I know with DC1 DLC, we would wait until Harmonix released a DLC trailer so we could see the new moves, but not anymore! It really is a great addition to the already great game. The other note is Harmonix is the most dedicated developer out there to be quite blunt. They release regular DLC for Rock Band weekly, I have never seen such devotion to gamers. They will never let any of their games become stale because of lack of DLC, even years after its release, not just months. Even though DC DLC is not released as often as Rock Band, Harmonix is still putting in the effort to get us as many tracks as possible and as quick as possible, but one thing is for certain, they will always release DLC at some time to keep you coming back to the game. Unfortunately, I cannot say this about any other developer but it would be nice if other developers cared about the customers in the same way Harmonix does.

Conclusion

As I mentioned in the beginning of this review, I was really on the fence with rating this a 10 until I had one issue with the game. That issue is a real life experience and although I am in the minority of merging Kinect games into real life activities, I think if it was successful, it would only help the video game industry in my opinion. Anyhow, that experience is the tracks themselves. For whatever reason, Harmonix has still not included full length tracks in this release. It’s trying competitor, Just Dance 3, has given an option to play short or full length tracks. When I first played a full length track in Just Dance 3, I thought at first I understood. Dancing to a full length track that has you doing a lot of energetic moves does tire you out and the shorter versions help with this, allowing you to play the Dance Central series longer.

However, I have a tendency to take these dance moves learned and apply them to real world scenarios. The very recent place I went to, happened to play Usher’s DJ Got Us Falling In Love Again. I am far from shy so I went out to the dance floor, started doing the number up. You have basically everyone staring at you since no one knows the routine, and then the problem started – when Pitbull’s part came up…I was lost. I couldn’t think fast enough to improvise something to make it look like whatever moves belonged and as I mentioned, I’m not creative when it comes to dancing. After the part in the song was done, I went back to rest of the routine but at that point, I lost everyone’s interest. I am not pointing the finger at Harmonix as it was my fault I took the moves to the real world level, however had I been able to do a complete and full routine, it may have intrigued more people to possibly invest into this particular dancing game. I’m not embarrassed to tell people I learn dance moves from a video game, and neither should anyone else.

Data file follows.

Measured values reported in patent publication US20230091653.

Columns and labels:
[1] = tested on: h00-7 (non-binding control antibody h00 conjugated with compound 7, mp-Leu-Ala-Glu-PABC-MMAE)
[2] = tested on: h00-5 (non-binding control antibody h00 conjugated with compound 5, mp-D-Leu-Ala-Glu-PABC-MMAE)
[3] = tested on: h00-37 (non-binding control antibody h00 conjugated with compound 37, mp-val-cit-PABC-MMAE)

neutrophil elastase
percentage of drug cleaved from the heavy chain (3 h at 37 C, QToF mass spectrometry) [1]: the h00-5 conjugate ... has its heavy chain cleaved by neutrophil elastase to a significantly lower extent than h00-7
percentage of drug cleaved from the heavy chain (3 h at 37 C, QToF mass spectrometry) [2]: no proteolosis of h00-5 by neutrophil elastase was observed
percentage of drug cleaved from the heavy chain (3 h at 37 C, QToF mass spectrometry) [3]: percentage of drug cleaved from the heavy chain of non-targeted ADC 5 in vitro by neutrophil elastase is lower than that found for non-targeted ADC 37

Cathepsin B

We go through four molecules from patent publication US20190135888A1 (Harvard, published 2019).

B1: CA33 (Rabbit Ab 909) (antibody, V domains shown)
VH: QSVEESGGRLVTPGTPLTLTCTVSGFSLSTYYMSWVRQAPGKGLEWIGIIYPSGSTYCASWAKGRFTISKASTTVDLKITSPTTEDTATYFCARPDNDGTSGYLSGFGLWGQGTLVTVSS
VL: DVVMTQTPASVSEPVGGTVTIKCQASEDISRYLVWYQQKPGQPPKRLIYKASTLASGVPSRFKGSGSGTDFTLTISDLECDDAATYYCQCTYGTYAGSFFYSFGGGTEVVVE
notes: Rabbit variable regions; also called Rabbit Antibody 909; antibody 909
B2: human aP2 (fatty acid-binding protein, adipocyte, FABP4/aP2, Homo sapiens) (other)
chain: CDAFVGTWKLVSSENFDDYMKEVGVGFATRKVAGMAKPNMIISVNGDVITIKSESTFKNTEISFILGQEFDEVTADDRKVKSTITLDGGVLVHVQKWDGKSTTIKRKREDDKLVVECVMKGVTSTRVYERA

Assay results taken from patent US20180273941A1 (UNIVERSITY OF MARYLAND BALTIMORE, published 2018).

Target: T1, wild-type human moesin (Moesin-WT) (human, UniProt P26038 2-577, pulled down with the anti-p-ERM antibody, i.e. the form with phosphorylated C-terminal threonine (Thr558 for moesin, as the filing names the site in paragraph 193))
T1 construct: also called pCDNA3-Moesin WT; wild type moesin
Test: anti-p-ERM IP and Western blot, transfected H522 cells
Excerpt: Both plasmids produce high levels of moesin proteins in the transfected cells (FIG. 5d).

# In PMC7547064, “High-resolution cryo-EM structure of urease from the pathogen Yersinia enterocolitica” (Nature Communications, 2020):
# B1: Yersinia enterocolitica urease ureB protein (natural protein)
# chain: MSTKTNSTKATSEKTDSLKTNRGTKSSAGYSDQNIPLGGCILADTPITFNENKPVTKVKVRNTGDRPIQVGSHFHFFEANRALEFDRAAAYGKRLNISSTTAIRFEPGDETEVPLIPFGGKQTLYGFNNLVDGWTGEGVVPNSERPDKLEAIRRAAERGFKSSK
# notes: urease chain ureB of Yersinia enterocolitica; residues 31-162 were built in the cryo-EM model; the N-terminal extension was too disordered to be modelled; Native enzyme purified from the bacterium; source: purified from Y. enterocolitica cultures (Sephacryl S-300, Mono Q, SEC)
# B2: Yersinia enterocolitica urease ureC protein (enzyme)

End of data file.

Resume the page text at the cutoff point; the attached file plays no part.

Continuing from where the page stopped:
If anything, Harmonix has an opportunity to change the world. Just as the majority of people know how to do the 4-step hustle to Stevie Wonder’s My Eyes Don’t Cry, to even the newer songs like Casper’s Cha Cha Slide and the Cupid Shuffle, there is no reason these routines couldn’t become a popular and normal way to dance everywhere, trust me they are 100 times better than everyone just being a bobble head and fist pumping, which leads to why I rated this at a 9 instead of a 10. You don’t get many, if any, opportunities to the change the world and when you do, you really need to — as The Sugar Hill Gang says — Jump On It. The big thing with dancing that no one realizes is that most people don’t dance at social events because of confidence. If you know how to dance a routine, more than likely you have that confidence but then it’s just the shyness holding you back, however if other people are doing it, then you’re not as shy anymore. The overall statement I’m trying to make is, if you have confidence, you feel good about yourself in turn. A game that is able to bring you confidence is just huge.

In my view, this really is the best Kinect game out there and if you have not played Dance Central or Dance Central 2, or do not have a desire too, you would be surprised to find out that you like dancing even though you don’t think you do. I do hope Harmonix does make another Dance Central to continue or finish up the series and retain the ownership of the best dancing games ever created, but create with the vision to change the world this time. As always, keep your attention to 123Kinect.com for future news regarding any Dance Central related information!


This review is based on a retail copy of the Xbox 360 version of Dance Central 2
Scoring policy: What do these game review scores actually mean?